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Slab of dreams

Pop took his 2000 GMC Sonoma to (finally) have his steering alignment corrected, because the truck pulled to the right. Turns out there were three bad ball joints. Even though Pop has an extended 100,000 mile warranty on the vehicle (which by the way I insisted upon when he bought it), I was reasonably certain ball joints would not be covered. To my surprise, they are covered, so good for him. The truck will be fixed next week.

--

In addition to getting the Sonoma fixed next week, I will be heading North to look at a few houses, as I said before. I'm fast finding out that home buying is just not fun. It doesn't matter whether you have money or don't have a lot of money -- the process just plain sucks, mostly due to realtors. Houses are plentiful almost anywhere you go, but the realtor thing doesn't exactly inspire confidence in the house buying decision. Sometimes it appears that they'll offer you the world to you and be the nicest people on Earth. Other times it seems like they just don't care. Realtors are just weird like that.

I've found that many homes up North are built on concrete slabs rather than foundations with basements. Here in Connecticut, just about every house has a basement. It's par for the course. You would have to search a little harder than usual to find a house here without one. The few houses I have seen around here built on slabs are usually vacant; people want their basements. I personally don't care whether a house has a basement or not. If I need extra room to put my crap, I'll buy a shed.

Up North offers a much wider variety of build styles to choose from. You can go Saltbox/Gambrel, New Englander, Cape, Ranch, Colonial, Cottage and so on. In Connecticut, it's Ranch, Ranch, Ranch, Ranch, Ranch, Ranch.. maybe Colonial, then Ranch. Did I mention Connecticut has lots of Ranch houses? I think I did. If you live in Connecticut, you probably are in a Ranch styled house right now. I am. Small example: There's been a lot of housing construction in Dayville (where I live) going on. Ranches galore, with most of them being modulars.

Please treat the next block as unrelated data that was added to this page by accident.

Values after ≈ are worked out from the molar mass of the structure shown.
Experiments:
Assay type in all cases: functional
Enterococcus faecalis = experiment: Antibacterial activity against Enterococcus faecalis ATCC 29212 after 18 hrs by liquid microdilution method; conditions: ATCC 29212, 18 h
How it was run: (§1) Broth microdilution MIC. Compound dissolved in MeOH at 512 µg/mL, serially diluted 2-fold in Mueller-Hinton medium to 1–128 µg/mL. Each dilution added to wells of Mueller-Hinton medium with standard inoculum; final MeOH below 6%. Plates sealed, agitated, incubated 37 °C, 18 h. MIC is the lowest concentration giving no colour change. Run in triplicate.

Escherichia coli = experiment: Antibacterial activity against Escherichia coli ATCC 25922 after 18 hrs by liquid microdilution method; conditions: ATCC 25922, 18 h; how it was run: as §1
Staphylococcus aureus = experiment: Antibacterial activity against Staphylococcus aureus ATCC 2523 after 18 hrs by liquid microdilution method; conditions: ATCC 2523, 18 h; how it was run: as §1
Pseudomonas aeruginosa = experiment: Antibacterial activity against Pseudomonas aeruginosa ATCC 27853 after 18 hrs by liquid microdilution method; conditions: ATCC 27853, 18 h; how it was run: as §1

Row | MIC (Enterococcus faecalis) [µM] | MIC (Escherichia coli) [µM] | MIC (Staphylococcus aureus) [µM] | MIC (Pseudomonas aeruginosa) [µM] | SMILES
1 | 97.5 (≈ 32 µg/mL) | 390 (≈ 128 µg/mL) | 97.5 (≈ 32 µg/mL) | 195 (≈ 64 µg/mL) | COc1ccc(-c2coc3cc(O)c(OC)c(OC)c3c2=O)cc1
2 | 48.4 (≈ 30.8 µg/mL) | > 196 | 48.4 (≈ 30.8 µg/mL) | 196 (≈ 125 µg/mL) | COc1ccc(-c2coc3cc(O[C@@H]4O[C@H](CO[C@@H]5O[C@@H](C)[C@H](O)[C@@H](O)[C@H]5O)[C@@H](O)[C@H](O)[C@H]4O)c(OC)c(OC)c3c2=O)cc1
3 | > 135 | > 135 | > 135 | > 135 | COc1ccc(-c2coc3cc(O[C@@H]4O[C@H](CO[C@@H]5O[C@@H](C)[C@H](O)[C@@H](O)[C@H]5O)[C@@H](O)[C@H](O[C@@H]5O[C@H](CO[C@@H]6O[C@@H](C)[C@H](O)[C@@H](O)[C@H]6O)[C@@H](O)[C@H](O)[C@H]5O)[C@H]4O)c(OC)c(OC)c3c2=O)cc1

If I can ever get past the whole realtor thing (which is fast becoming extremely annoying), I should be able to nail a house that suits. The style I'm shooting for is either going to be log cabin or Saltbox/Gambrel.

Example of Saltbox: Link

A saltbox style has one end of the roof that is longer than the other. It's distinctive and the floorplan is really easy to work with. Excellent use of space.

Example of Gambrel: Link

Gambrels have a "barn" like look to them. It's kinda/sorta like a Colonial, but without so much of that boxy shape.

There is also something called a "modified Gambrel" which is a cross between a Saltbox and a Gambrel shape. Were I given a choice I would pick this above all others. Unfortunately I don't have an example of it - but it's cool, trust me. Best of both worlds. Nice open floorplan, nice lines on the outside. Works very well.

Quick link because I know a few girls who ogle over houses like this (I don't like them personally), the Victorian.

I also mentioned the log cabin home. I will be looking at one or two of these, and I'm going to ask a lot of questions, such as "Was this a kit built house?" among others. There are just a lot of things that can go wrong with a log cabin style house if you don't know what you're buying.

Further bulletins as events warrant.

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